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Some pupils will have medical conditions that require support so that they can attend school regularly and take part in school activities. Schools and their employers should have policies on managing pupils' medicines and on supporting pupils with medical needs.
Some children may be unable to attend school because of their medical condition and where this happens there should be arrangements in place to ensure the continuation of their education.
It is for schools and their employers to develop their policies on the management and administration of pupils' medicines and putting in place systems for supporting individual pupils with medical needs.
The document Managing medicines in schools and early-years settings (DfES/Department of Health, 2005) provides advice for schools and their employers to help in the development of such policies. It explains the roles and responsibilities of employers, parents and carers, governing body, headteachers, teachers and other staff of local health services. It considers staffing-issues including employment of staff, insurance and training. Other issues covered include drawing up a health-care plan for a pupil, confidentiality, record keeping, the storage, access and disposal of medicines, home to school transport, and on-site and off-site activities. It also provides general information on the four most common conditions – asthma, diabetes, epilepsy and anaphylaxis. The document also contains a set of forms which can be photocopied by users.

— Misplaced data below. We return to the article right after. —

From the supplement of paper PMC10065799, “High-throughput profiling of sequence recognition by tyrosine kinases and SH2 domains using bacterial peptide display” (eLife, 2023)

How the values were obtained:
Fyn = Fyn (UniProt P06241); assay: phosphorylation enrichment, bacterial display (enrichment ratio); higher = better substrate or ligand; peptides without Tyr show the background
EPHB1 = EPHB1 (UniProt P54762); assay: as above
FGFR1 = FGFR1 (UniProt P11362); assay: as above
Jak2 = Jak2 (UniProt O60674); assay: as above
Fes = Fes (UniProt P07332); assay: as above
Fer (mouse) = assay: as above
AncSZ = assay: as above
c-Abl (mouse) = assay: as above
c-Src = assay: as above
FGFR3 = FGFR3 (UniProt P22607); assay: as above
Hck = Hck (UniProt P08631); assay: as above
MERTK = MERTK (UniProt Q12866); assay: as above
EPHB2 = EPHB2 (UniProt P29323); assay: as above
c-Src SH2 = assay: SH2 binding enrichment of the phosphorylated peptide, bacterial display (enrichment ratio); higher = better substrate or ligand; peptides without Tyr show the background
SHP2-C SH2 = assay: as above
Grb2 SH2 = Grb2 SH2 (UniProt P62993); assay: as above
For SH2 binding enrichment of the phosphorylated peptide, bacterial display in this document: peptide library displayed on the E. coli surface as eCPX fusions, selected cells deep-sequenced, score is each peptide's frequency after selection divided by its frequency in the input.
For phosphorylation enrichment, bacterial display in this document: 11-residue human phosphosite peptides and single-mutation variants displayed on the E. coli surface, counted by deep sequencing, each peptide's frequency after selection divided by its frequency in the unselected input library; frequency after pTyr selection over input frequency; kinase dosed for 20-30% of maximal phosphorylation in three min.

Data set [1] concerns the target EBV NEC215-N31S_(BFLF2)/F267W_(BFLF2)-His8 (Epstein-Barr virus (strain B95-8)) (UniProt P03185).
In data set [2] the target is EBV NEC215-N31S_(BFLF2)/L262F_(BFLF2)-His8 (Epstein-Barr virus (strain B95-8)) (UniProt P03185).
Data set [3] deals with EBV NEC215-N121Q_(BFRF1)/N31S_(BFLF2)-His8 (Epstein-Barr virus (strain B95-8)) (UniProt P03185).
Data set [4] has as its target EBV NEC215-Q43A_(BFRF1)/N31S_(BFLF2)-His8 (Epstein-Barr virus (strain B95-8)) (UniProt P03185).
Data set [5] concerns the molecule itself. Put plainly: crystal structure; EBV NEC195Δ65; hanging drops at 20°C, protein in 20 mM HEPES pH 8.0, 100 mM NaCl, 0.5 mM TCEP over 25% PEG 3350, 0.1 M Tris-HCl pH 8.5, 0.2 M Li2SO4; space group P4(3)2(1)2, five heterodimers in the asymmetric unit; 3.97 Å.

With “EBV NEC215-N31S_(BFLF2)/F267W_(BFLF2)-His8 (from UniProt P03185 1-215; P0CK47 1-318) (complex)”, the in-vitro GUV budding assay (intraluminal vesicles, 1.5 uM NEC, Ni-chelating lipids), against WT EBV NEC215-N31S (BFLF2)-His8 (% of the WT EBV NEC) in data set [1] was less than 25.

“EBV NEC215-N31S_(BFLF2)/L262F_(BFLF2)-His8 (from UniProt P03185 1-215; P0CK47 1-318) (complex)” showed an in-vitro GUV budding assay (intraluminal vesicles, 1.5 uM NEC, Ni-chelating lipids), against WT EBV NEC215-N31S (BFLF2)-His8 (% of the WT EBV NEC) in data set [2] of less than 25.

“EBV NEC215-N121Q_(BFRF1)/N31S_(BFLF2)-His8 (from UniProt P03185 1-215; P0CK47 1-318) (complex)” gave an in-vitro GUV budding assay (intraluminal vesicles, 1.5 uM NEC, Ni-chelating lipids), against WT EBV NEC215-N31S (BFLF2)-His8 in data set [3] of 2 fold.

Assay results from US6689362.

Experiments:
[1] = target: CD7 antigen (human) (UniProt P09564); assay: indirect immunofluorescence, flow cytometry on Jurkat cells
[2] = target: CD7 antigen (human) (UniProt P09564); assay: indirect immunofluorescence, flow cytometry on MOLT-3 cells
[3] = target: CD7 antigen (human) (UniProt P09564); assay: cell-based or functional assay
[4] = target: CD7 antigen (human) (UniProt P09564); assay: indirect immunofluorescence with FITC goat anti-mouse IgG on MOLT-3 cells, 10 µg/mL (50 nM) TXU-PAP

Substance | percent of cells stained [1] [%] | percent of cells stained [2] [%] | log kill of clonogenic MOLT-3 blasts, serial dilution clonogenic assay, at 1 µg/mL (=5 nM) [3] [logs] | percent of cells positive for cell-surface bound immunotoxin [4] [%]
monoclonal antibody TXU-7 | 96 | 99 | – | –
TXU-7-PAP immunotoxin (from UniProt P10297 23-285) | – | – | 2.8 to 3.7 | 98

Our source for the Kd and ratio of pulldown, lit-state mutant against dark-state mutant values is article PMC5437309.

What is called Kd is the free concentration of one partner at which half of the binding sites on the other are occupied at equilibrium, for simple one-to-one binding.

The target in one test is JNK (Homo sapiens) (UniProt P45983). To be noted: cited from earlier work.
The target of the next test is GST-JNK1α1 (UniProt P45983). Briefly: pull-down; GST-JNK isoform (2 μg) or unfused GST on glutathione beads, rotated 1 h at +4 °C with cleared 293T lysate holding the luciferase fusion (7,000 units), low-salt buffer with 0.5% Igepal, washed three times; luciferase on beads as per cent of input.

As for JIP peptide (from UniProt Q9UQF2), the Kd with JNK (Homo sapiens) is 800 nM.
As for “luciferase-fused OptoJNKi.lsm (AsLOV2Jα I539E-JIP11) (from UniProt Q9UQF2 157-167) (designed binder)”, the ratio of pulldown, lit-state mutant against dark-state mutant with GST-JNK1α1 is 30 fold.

Note: This document replaces the DfEE/DH 1996 document Supporting Pupils with medical needs: A good practice guide and Circular 14/96 Supporting pupils with medical needs in school.